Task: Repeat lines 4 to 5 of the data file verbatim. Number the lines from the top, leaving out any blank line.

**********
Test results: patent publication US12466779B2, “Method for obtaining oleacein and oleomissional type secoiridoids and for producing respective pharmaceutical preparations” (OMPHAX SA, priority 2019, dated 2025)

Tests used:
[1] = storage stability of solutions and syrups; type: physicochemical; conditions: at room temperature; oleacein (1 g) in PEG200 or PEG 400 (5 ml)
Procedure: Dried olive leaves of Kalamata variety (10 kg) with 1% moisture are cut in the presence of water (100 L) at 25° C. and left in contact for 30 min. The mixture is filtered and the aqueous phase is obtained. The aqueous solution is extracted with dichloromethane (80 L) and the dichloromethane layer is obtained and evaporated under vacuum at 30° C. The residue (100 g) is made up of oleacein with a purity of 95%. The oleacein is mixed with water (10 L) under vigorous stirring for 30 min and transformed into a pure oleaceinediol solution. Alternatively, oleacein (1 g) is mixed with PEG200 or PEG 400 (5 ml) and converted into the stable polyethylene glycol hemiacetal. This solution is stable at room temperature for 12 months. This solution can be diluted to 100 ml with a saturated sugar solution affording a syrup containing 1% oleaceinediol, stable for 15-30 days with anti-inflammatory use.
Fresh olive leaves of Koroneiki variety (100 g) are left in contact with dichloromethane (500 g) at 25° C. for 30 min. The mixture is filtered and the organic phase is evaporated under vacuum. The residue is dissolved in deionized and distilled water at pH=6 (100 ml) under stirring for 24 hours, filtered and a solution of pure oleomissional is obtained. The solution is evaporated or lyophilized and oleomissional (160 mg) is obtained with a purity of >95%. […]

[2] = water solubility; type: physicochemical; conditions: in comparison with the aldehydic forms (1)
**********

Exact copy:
Procedure: Dried olive leaves of Kalamata variety (10 kg) with 1% moisture are cut in the presence of water (100 L) at 25° C. and left in contact for 30 min. The mixture is filtered and the aqueous phase is obtained. The aqueous solution is extracted with dichloromethane (80 L) and the dichloromethane layer is obtained and evaporated under vacuum at 30° C. The residue (100 g) is made up of oleacein with a purity of 95%. The oleacein is mixed with water (10 L) under vigorous stirring for 30 min and transformed into a pure oleaceinediol solution. Alternatively, oleacein (1 g) is mixed with PEG200 or PEG 400 (5 ml) and converted into the stable polyethylene glycol hemiacetal. This solution is stable at room temperature for 12 months. This solution can be diluted to 100 ml with a saturated sugar solution affording a syrup containing 1% oleaceinediol, stable for 15-30 days with anti-inflammatory use.
Fresh olive leaves of Koroneiki variety (100 g) are left in contact with dichloromethane (500 g) at 25° C. for 30 min. The mixture is filtered and the organic phase is evaporated under vacuum. The residue is dissolved in deionized and distilled water at pH=6 (100 ml) under stirring for 24 hours, filtered and a solution of pure oleomissional is obtained. The solution is evaporated or lyophilized and oleomissional (160 mg) is obtained with a purity of >95%. […]